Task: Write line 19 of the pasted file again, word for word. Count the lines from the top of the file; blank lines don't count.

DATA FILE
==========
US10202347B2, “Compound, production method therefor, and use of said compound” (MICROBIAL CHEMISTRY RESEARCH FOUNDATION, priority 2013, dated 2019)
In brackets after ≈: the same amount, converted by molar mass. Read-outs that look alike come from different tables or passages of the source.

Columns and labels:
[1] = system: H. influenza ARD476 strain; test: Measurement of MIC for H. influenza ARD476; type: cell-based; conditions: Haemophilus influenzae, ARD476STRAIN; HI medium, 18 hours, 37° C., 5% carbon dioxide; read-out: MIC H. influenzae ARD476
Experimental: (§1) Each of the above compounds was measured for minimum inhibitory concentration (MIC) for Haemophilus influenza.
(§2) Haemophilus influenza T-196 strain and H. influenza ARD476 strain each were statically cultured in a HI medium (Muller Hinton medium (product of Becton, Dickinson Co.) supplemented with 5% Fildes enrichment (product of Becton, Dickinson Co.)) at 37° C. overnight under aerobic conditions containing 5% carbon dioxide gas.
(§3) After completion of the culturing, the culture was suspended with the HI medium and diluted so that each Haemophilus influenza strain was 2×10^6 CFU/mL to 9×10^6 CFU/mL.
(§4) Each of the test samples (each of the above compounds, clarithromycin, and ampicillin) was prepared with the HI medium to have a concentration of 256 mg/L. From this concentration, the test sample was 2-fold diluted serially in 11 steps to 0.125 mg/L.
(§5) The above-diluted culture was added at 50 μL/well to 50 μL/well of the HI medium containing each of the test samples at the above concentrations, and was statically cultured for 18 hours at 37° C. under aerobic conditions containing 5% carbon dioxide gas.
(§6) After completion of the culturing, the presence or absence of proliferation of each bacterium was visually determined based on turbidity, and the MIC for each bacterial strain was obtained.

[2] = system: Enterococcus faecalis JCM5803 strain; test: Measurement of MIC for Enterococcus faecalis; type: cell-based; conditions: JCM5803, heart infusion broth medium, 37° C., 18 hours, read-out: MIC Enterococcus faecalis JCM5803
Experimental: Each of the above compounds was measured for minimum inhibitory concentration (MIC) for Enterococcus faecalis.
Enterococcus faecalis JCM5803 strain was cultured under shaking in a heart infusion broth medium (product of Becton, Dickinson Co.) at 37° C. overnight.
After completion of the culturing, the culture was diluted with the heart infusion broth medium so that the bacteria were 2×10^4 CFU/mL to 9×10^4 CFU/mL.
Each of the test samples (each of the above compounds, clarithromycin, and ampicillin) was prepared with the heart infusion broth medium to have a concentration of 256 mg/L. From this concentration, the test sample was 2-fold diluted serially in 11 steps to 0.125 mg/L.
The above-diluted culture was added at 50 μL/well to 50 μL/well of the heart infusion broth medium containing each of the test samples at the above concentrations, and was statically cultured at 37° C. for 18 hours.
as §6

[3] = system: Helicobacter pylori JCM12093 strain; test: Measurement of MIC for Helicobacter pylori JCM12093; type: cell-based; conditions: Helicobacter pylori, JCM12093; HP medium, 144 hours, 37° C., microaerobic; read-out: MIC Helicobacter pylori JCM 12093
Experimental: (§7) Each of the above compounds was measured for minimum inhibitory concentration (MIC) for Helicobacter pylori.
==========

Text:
Experimental: (§7) Each of the above compounds was measured for minimum inhibitory concentration (MIC) for Helicobacter pylori.